It means nothing of the sort. I work in the legal industry and if someone asked me for a recommendation on a law firm dealing in this area I would also recommend Hunton & Williams (and Booz Allen, for that matter). That doesn’t mean I am aiding B of A in its attacks on Wikileaks – it means that I was asked for a referral to a good lawyer that knows the space and I gave them one.

    While I completely agree that the degree of entanglement between big corporations and the government is frightening, and I also completely agree that there is far more corruption and manipulation of government by corporations than is hinted at in mainstream media, we all should be cautious about jumping to conclusions because we read soemmthing on the Internet.

    Never ascribe to malice what can be equally ascibed to stupidity – and avoid assuming conspiracy when actions can be equally explained by greed and bad judgement.

    Monday, February 14, 2011 at 1:39 pm | Permalink
  11. Patricia Andrews wrote:

    TD and JR — Wonderful observations — Thank you! JR — observations on a couple of your comments:

    “we all should be cautious about jumping to conclusions because we read something on the Internet.” Cure for jumping to conclusions is simple: know your sources to be legitimate and follow citations — seems to be done too little by too many. 🙂

    “Never ascribe to malice what can be equally ascibed to stupidity ” It is difficult to attribute to “stupidity” things that become an observable pattern of behavior. “Malice” seems more suitable. 🙁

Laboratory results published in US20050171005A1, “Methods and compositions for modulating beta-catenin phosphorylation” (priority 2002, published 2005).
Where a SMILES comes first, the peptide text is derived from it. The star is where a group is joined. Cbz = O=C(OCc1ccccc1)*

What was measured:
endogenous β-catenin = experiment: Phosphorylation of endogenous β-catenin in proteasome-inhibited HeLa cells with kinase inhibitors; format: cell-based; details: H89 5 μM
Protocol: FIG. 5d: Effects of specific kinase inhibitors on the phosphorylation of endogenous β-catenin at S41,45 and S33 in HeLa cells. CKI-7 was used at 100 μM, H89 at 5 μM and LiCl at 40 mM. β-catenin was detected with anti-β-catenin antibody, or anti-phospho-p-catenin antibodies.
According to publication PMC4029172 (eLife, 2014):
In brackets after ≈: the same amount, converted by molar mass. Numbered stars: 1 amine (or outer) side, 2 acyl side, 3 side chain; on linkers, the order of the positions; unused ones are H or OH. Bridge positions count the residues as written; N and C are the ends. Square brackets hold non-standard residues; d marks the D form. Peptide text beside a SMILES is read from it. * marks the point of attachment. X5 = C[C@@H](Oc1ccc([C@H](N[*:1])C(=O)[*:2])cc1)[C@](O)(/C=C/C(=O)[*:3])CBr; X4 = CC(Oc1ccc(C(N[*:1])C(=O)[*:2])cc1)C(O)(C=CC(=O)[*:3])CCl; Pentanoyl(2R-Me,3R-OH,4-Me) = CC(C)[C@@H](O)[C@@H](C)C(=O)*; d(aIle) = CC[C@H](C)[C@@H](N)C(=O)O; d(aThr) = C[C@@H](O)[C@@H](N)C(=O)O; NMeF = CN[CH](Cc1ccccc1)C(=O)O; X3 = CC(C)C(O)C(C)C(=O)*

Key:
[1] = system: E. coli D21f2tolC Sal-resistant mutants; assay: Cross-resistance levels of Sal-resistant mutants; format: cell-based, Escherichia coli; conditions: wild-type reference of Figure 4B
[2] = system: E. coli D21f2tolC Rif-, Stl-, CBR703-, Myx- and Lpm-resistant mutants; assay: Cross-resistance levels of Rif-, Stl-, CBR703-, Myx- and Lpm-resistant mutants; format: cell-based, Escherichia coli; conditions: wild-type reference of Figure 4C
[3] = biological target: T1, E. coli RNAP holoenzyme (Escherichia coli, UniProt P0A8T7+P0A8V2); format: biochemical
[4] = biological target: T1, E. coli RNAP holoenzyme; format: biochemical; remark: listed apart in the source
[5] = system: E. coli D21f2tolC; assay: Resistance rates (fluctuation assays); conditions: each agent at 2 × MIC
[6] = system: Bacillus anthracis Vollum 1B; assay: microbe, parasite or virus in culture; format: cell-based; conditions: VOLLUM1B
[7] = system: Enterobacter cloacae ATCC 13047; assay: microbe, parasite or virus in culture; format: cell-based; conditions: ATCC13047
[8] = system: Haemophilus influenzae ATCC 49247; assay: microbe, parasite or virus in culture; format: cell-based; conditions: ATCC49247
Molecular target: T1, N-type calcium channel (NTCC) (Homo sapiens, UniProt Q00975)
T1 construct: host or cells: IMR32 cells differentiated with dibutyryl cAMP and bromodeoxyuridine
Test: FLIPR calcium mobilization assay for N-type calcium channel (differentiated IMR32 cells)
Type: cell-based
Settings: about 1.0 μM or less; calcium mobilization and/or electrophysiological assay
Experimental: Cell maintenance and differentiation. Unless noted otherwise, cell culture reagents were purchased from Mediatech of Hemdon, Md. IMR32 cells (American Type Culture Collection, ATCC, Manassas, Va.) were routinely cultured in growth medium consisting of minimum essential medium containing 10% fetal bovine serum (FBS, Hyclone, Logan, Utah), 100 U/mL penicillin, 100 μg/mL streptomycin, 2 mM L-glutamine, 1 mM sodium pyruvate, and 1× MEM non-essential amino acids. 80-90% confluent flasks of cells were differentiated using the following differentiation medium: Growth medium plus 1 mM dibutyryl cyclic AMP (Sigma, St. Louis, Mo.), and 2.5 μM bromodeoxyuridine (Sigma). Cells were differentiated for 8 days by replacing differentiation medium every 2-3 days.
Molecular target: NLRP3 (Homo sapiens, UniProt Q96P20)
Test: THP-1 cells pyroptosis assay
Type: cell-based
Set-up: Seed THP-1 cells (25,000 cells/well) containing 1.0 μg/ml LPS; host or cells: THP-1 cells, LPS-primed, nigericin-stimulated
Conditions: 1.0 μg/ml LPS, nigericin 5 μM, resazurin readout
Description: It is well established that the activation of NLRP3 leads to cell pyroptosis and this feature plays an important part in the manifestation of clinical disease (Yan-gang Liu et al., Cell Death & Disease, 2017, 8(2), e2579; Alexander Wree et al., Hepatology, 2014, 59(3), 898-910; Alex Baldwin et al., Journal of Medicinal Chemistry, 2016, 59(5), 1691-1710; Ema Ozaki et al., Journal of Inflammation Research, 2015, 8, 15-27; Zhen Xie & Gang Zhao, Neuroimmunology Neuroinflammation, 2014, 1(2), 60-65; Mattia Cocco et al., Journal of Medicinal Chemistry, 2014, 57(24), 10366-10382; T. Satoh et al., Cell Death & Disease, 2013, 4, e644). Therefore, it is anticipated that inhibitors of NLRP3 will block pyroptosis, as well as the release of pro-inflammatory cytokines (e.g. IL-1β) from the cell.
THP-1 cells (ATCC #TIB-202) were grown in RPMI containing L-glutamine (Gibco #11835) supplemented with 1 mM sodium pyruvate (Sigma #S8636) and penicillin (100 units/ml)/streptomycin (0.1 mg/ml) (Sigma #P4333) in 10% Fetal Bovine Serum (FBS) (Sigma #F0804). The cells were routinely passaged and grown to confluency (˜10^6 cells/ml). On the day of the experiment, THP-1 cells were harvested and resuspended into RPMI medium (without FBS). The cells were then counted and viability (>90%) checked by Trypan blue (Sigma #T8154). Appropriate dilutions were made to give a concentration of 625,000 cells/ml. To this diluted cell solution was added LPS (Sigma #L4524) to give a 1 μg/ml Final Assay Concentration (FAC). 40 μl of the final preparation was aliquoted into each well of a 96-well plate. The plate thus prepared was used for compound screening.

Monday, February 14, 2011 at 2:31 pm | Permalink
  12. Patricia Andrews wrote:

    IK — Ask a librarian: is Wikepedia the MOST reliable source for information? (That’s supposed to be humorous!)

    Definition of FASCISM
    1) often capitalized : a political philosophy, movement, or regime (as that of the Fascisti) that exalts nation and often race above the individual and that stands for a centralized autocratic government headed by a dictatorial leader, severe economic and social regimentation, and forcible suppression of opposition.

    Webster’s seems to think that your statement is quite close to the mark as well! Thanks for all you find and share!

    Monday, February 14, 2011 at 2:41 pm | Permalink
  13. Jason Ray wrote:


    Thank you for the positive comments 🙂 I recall a telling point made to me years ago about the reliability of sources – if you were at the supermarket and saw a newspaper with the headline “JFK Found Alive!” it makes a big difference whether that paper is the Wall Street Journal or the Weekly World news 🙂

    I have to say, unfortunately, observable patterns of behaviors are all too often based on stupidity (The prosecution cites Bill O’Reilly v. Science) and that actions can be hurtful and antisocial without being intentionally malicious. I have seen enough collusion and conspiracy in my career to have NO doubt that we only see the very tip of the iceberg, but I also know that in most cases it isn’t so much grand conspiracy as unenlightened selfishness that’s to blame.

    There is no question that America is a capitalist society, so money talks and that those in control of the most money are the ones that get heard. Corporations had an unhealthy and undemocratic controlling influence on government before the Citizens United decision and its gotten worse since.

    One last thing we can do, however, is remember Sam Walton’s observation, “The customer can fire anyone here, from the CEO on down, just by choosing to spend their money elsewhere.” Money in politics is used to buy votes, but you can get enough people to vote without spending money if you try hard enough (prosecution cites Egypt v. Mubarak). We all can make a difference and help move things in a better direction, but we have to act not just yak *grins*

    Monday, February 14, 2011 at 4:33 pm | Permalink
  14. Iron Knee wrote: